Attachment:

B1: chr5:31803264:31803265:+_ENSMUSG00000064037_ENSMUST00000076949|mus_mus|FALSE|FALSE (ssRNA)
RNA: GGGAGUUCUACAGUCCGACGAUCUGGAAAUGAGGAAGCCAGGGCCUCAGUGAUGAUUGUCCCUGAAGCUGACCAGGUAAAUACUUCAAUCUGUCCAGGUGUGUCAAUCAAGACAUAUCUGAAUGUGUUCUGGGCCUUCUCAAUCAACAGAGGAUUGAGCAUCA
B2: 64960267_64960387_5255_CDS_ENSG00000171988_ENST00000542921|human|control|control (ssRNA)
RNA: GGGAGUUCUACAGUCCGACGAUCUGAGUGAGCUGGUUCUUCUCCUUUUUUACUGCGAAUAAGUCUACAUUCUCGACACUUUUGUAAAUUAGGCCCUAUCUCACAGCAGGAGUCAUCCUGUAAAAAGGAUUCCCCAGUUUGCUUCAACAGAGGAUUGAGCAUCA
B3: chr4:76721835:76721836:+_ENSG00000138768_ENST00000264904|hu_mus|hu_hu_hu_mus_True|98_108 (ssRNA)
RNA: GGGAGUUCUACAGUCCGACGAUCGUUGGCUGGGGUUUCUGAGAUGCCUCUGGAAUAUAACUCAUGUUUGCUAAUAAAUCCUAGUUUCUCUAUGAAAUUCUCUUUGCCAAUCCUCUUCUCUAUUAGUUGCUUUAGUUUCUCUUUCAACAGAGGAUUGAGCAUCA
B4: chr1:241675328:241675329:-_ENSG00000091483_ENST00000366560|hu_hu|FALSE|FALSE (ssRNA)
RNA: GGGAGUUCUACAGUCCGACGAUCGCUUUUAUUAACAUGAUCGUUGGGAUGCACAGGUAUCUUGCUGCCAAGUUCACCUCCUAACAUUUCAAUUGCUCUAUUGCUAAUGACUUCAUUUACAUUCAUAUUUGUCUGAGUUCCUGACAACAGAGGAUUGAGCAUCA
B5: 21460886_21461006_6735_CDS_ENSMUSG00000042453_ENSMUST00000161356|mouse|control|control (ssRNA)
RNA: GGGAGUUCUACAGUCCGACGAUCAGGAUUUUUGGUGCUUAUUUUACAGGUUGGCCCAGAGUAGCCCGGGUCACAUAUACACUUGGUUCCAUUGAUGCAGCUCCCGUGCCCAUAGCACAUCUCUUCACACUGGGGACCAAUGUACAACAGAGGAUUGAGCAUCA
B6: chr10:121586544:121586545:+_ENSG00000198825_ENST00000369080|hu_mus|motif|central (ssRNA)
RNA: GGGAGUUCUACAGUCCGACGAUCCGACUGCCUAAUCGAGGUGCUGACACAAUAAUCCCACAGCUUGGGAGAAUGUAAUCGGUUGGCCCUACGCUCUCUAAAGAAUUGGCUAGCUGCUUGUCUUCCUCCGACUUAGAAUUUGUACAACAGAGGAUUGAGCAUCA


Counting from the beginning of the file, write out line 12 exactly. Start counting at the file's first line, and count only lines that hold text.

RNA: GGGAGUUCUACAGUCCGACGAUCCGACUGCCUAAUCGAGGUGCUGACACAAUAAUCCCACAGCUUGGGAGAAUGUAAUCGGUUGGCCCUACGCUCUCUAAAGAAUUGGCUAGCUGCUUGUCUUCCUCCGACUUAGAAUUUGUACAACAGAGGAUUGAGCAUCA